Fainting/Syncope During Custom Ear Plug Fitting

Discussion in 'Dr. Stephen Nagler (Archived Answers)' started by 2131e, Oct 21, 2014.

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    1. 2131e

      2131e Member

      Tinnitus Since:
      Dear Dr. Nagler,

      Thanks in advance for your help. I went to get custom ear plugs fitted today and I fainted when the putty was put in both my ears. Googling my symptoms (sudden extreme tiredness, nausea, feeling of 'hotness' in the head) I read that fainting comes from loss of oxygen supply to the brain.

      The audiologist suggested I see a doctor as no-one had ever fainted during the putty procedure before. I'm a bit concerned about it because I don't normally faint. I was definitely scared about the procedure, but I did actually feel like for some reason, when the putty was in my ears, it was almost impossible for me to stay awake. After the audiologist woke me from the initial fainting, I had to push my nails hard into my leg to cause me pain so I wouldn't fall 'asleep' again. After putty was taken out I had to lie on the floor for a minute to recover, then after that I felt okay.

      Do you know why this might have happened? The audiologist peeked inside my ears afterwards and said everything is okay. He thought it was stress/anxiety, and sure I was scared, but it did feel like it was something about the putty in my ears that made it impossible for me to stay awake.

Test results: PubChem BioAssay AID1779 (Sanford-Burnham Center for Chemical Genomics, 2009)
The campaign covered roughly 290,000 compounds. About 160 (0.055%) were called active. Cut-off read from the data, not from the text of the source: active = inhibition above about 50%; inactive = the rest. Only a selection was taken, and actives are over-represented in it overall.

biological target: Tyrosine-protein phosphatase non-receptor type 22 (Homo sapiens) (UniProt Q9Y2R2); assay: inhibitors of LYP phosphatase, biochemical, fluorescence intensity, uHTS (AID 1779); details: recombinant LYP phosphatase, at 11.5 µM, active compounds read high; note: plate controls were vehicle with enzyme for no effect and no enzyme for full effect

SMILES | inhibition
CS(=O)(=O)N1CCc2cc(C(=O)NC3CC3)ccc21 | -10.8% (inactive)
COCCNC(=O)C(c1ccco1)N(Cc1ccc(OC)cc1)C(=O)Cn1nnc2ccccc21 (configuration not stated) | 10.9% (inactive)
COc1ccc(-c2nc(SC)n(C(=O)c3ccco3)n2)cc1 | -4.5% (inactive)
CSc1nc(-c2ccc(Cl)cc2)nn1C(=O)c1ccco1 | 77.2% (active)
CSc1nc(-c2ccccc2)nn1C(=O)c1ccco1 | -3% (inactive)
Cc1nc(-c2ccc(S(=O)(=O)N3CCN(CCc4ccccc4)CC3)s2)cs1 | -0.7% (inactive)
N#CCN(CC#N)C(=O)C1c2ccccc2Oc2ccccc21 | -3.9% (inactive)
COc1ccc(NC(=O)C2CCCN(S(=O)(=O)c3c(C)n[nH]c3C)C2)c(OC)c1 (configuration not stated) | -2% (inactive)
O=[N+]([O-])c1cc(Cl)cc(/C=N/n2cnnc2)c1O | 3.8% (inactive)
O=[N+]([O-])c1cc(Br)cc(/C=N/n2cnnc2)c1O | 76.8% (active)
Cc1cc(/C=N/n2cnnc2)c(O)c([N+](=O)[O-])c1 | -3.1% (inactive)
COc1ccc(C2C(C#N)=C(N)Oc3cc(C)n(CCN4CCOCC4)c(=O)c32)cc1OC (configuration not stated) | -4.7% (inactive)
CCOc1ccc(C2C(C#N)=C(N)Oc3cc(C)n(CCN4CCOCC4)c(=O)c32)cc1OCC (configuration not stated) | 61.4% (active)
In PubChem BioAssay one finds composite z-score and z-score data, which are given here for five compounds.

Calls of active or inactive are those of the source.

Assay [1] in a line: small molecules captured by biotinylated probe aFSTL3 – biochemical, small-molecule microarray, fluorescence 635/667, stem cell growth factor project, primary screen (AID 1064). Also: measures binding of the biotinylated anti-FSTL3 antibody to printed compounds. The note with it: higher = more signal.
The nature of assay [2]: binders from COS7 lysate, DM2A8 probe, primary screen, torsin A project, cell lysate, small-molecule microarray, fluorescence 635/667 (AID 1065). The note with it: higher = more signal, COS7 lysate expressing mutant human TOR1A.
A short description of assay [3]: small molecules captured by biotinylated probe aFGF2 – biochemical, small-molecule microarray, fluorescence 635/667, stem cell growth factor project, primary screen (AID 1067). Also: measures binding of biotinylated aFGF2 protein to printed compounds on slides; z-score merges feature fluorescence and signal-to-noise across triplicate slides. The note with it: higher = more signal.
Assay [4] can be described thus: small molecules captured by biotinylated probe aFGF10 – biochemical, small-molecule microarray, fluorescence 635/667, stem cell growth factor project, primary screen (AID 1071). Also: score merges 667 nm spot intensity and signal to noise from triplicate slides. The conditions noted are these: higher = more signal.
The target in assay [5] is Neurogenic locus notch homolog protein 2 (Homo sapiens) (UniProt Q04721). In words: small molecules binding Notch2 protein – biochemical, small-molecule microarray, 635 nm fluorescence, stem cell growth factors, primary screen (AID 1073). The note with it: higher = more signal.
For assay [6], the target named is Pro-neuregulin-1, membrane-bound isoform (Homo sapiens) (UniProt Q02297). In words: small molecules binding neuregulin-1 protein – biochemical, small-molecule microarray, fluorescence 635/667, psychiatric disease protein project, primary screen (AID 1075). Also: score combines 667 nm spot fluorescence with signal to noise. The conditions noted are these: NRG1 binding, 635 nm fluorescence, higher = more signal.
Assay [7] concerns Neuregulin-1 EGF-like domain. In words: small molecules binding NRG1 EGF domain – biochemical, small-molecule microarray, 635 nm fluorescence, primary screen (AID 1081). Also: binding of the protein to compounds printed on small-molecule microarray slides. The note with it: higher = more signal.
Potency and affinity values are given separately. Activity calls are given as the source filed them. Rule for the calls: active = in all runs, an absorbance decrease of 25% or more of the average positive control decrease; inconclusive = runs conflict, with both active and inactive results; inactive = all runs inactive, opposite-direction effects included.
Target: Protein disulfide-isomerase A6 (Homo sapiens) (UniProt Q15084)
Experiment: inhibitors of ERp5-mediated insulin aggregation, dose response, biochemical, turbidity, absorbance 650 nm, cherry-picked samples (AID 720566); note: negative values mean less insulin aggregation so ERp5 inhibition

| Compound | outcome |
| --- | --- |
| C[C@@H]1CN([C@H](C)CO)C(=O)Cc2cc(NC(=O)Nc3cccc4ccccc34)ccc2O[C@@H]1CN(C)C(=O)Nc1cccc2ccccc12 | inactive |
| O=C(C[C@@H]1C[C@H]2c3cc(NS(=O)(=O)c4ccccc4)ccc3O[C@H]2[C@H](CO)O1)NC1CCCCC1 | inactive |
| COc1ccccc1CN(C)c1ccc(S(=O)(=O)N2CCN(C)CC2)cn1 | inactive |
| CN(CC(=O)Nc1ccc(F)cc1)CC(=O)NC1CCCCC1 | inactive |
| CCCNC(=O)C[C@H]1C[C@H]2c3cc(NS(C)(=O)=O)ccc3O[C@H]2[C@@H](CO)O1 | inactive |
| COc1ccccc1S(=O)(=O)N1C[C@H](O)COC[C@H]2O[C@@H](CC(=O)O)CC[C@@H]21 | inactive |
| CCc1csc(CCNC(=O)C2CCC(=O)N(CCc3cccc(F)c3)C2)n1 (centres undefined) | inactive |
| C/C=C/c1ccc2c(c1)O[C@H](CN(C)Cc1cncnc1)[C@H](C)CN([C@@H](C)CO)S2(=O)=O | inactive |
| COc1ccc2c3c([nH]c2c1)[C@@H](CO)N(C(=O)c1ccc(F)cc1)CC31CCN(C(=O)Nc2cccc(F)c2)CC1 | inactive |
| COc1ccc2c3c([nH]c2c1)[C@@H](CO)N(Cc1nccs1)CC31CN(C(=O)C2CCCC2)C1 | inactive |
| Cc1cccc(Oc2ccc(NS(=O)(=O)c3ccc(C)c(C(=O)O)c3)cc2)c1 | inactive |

I've got relatively recently (3 months) diagnosed tinnitus from too-loud music. I've also got TMJ - but that's been chronic and longstanding.

      Thanks so much.
    2. Dr. Nagler

      Dr. Nagler Member

      Atlanta, Georgia USA
      Tinnitus Since:
      Hi @2131e -

      Obviously there is no way that putting silicone in both ears to make impressions for molds could have directly cut off oxygen to your brain. I can think of a few indirect mechanisms, however. The most likely is that with both ears totally occluded, you are completely isolated sound-wise and totally alone with your tinnitus. That situation, combined with the pressure of the silicone against your eardrums, could have induced a vaso-vagal response with consequent fainting from temporarily decreased blood flow to the brain. (It is your blood that carries oxygen.)

      Now the above is a guess, but it makes sense to me.

      Next time you have silicone impressions, ask the audiologist to do them one at a time. That should help.

      stephen nagler

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